A new study has found that “metabolically healthy” obese people are still at higher risk of cardiovascular disease. The investigation, which will be presented at this year’s European Congress on Obesity (ECO) in Porto, Portugal, found that obese but so-called healthy people have higher risks of suffering from heart failure or strokes.
Researchers from the Institute of Applied Health Research in the College of Medical and Dental Sciences at the University of Birmingham looked at the health records of 3.5 million people over ten years and found the risk is still higher for healthy obese people than for people with healthy weights.
Researchers analyzed 3.5 million ‘healthy obese’ people
According to the researchers, people with metabolically healthy obesity are clinically obese regarding their body mass index but are considered healthier than regular obese people because they do not suffer from metabolic complications like abnormal blood fats, poor blood sugar control, diabetes, or high blood pressure. Researchers noted that it is not established whether metabolically healthy obesity is associated with excess risk of cardiovascular disease.
The study found limitations in the evidence to link MHO with cardiovascular diseases, such as inconsistent definitions of metabolic health, inconsistent control for other factors, and small sample sizes. The researchers addressed those limitations in a large contemporary cohort, which was completely based on linked primary care electronic health data.
The researchers from the University of Birmingham in the U.K used linked electronic medical records from 1995 through 2015 in The Health Improvement Network (THIN), which is a large U.K. database of general practice records. Using the THIN data, they put together a cohort of 3.5 million individuals aged 18 years or older who were initially free from cardiovascular disease.
To determine metabolic health, the researchers divided the population into groups according to their BMI and the absence or presence of metabolic abnormalities, such as diabetes, high blood pressure (hypertension), and abnormal blood fats (hyperlipidemia). The data was then used to create a metabolic abnormalities score (0, 1, 2 and 3), and researchers decided that to be classified with metabolically healthy obesity, individuals had to have none of the metabolic abnormalities.
The study focused on examining whether the risk of developing four cardiovascular conditions was different for normal weight people that have no metabolic conditions or people with metabolically healthy obesity. They analyzed the risk of developing coronary heart disease, cerebrovascular disease –which could be a stroke or a transient ischemic attack-, heart failure or peripheral vascular disease.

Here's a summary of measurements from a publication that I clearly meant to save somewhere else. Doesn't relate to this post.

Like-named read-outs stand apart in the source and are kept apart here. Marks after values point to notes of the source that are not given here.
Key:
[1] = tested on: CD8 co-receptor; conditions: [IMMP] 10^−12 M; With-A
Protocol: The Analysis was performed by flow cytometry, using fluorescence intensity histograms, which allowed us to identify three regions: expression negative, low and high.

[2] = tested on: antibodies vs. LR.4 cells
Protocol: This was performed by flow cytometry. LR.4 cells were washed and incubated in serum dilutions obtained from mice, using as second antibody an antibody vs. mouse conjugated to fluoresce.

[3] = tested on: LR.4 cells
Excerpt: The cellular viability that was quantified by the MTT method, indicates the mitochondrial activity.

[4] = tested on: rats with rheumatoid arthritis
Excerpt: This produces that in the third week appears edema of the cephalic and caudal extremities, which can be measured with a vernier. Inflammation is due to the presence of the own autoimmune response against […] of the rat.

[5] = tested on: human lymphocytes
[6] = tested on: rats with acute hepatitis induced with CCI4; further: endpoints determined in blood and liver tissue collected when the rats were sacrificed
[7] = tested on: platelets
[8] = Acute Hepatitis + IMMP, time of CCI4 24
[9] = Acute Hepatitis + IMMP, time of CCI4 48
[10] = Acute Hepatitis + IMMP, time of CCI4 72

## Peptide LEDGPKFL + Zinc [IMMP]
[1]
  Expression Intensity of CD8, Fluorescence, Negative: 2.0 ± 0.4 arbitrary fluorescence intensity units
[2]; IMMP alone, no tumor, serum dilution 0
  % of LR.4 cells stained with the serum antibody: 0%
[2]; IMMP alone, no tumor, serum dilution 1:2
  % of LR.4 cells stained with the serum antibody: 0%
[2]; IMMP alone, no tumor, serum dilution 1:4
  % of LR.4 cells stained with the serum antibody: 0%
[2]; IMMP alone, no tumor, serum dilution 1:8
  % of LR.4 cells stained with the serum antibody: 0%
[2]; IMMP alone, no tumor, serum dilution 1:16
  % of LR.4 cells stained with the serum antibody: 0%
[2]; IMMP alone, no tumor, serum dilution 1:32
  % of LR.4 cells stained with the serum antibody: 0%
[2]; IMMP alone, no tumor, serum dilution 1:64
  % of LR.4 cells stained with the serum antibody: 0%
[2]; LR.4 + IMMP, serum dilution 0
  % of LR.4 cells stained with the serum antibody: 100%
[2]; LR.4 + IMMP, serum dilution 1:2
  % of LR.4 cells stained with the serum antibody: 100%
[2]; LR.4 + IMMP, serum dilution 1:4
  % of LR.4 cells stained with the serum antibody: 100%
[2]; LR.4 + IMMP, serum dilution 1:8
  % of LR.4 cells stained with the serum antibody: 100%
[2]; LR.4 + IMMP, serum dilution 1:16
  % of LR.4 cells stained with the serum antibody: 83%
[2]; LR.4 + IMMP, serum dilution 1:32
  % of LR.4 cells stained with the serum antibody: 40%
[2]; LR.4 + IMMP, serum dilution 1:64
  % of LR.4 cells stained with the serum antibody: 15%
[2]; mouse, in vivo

“This is the largest prospective study of the association between metabolically health obesity and cardiovascular disease events,” said Dr. Rishi Caleyachetty, from the University of Birmingham. “Metabolically healthy obese individuals are at higher risk of coronary heart disease, cerebrovascular disease and heart failure than normal weight metabolically healthy individuals.”
‘Healthy obese’ people still face a high risk of developing heart disease
The researchers found that compared to normal weight individuals without metabolic abnormalities, people with metabolically healthy obesity had a 50 percent increased risk of coronary heart disease, a 7 percent increased risk of cerebrovascular disease and twice the risk of heart failure. The results also took into account demographics and smoking behavior. They found that metabolically healthy obese individuals had a 9 percent lower risk of peripheral vascular disease (PVD), but when they analyzed the numbers further and excluded cigarette smokers, healthy obese people had an 11 percent increased the risk of developing PVD.
The results also took into account demographics and smoking behavior. They found that metabolically healthy obese individuals had a 9 percent lower risk of peripheral vascular disease (PVD), but when they analyzed the numbers further and excluded cigarette smokers, healthy obese people had an 11 percent increased risk of developing PVD.
Caleyachetty believes the results show that metabolically healthy obese individuals should still seek to lose weight to lower their risk of cardiovascular disease.
‘Weight loss should be promoted and facilitated among obese people’
The researchers also found that the risk of cardiovascular disease events in obese individuals increased if the individuals had more metabolic abnormalities present. They noted that compared to a normal weight person without metabolic abnormalities, an obese individual with three metabolic abnormalities had a 2.6 times increased risk of coronary heart disease, a 58 percent increased risk of cerebrovascular disease, including strokes, a 3.8 times increased risk of heart failure as well as a 2.2 times increased risk of PVD.
The British Heart Foundation recommends some heart health advice to obese people, such as not smoking, eating a balanced diet, exercising regularly and limiting the amount of alcohol. According to Caleyachetty, at the population level, the so-called metabolically healthy obesity is not a harmless condition. He noted that perhaps it is better not to use that term to describe an obese person, regardless of how many metabolic complications they have.